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Hit PlayStation 3 videogame The Last of Us is set to be adapted for the big screen, and as ever gamers have reacted angrily to the news.
As well they should.
We know that Hollywood will adapt anything and everything that even shows the potential of becoming popular – they've adapted board games, toys and Super Mario Bros after all – so the news isn't surprising at all, it's just disappointing.
The Last of Us was a monumental hit with gamers and critics and was heralded a classic upon its arrival last summer.
One of the reasons why was that on top of the well-crafted gameplay was excellent acting and superb writing.
Charlie Brooker likened the game to a HBO TV box set on Channel 4's How Videogames Changed The World last year, and it was an apt comparison, but still one made to speak to those who don't know gaming, or who look down on the medium.
What made The Last of Us so special was how totally assured of itself and proud to be a videogame it was.
Naughty Dog crafted a story that could never be told in the same way in another medium. It wasn't the first to do this, but it was one of the best.
Videogames used to emulate the blistering pace and bang-per-buck of Hollywood blockbusters, but now the reverse is true as Hollywood pumps its heaviest hitters with dazzling special effects.
What The Last of Us and games like Red Dead Redemption, Portal and Journey have proven is what film already proved in the decades ago – each medium is perfectly capable of telling wonderful stories in their own way, without bleeding into or copying each other.
The Last of Us did have cinematic influences, just as it drew on books and television series. Its writer Neil Druckmann crafted a unique story this way, but tailored it to its gaming format. It was properly paced and its gameplay supported the story being told and the world it was told in.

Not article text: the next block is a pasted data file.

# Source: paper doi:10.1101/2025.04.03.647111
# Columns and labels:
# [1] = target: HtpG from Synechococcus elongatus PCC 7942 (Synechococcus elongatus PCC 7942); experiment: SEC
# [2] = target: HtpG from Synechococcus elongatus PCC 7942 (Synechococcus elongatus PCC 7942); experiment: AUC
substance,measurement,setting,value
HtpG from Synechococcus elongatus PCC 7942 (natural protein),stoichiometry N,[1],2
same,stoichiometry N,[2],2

There's nothing to be gained from a big screen adaptation, but there is hope.
Druckmann is on board to write the film's screenplay – so when it comes to handling an already beloved property it couldn't be in better hands. It could also be that he's going to pen a script set in the same world but which tells a different story with different characters.
That could work, and be great, but will Hollywood – and in particular Screen Gems, who brought the questionable (to say the least) Resident Evil movies to cinemas – be able to take a risk on the property?
Personally I'm happy for the story of Ellie and Joel be left alone, and the characters too. If there were to be a videogame sequel (and even that's something many don't necessarily want) I would want it to be a totally separate tale that expands its post-apocalyptic world but which carries the spirit of the first game.
If it were to be left untouched then that would be fine too, because The Last of Us was important for gaming and its lessons would last longer if it were a one off. That's why the biggest reason for not making a Last of Us film, is The Last of Us itself.